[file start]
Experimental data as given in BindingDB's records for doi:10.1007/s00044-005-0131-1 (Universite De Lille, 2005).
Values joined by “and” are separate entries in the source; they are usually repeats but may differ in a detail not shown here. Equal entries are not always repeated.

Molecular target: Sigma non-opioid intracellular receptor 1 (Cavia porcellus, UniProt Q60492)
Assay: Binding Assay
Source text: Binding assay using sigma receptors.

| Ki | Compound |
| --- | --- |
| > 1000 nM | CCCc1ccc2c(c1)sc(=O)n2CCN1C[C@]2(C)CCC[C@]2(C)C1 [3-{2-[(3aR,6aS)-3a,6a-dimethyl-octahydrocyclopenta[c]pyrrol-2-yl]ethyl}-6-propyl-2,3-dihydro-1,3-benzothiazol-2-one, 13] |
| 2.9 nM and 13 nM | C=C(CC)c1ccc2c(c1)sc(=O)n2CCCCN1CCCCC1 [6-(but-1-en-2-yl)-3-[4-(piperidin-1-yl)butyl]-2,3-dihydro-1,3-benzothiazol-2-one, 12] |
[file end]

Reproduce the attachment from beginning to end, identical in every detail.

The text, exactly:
Experimental data as given in BindingDB's records for doi:10.1007/s00044-005-0131-1 (Universite De Lille, 2005).
Values joined by “and” are separate entries in the source; they are usually repeats but may differ in a detail not shown here. Equal entries are not always repeated.

Molecular target: Sigma non-opioid intracellular receptor 1 (Cavia porcellus, UniProt Q60492)
Assay: Binding Assay
Source text: Binding assay using sigma receptors.

| Ki | Compound |
| --- | --- |
| > 1000 nM | CCCc1ccc2c(c1)sc(=O)n2CCN1C[C@]2(C)CCC[C@]2(C)C1 [3-{2-[(3aR,6aS)-3a,6a-dimethyl-octahydrocyclopenta[c]pyrrol-2-yl]ethyl}-6-propyl-2,3-dihydro-1,3-benzothiazol-2-one, 13] |
| 2.9 nM and 13 nM | C=C(CC)c1ccc2c(c1)sc(=O)n2CCCCN1CCCCC1 [6-(but-1-en-2-yl)-3-[4-(piperidin-1-yl)butyl]-2,3-dihydro-1,3-benzothiazol-2-one, 12] |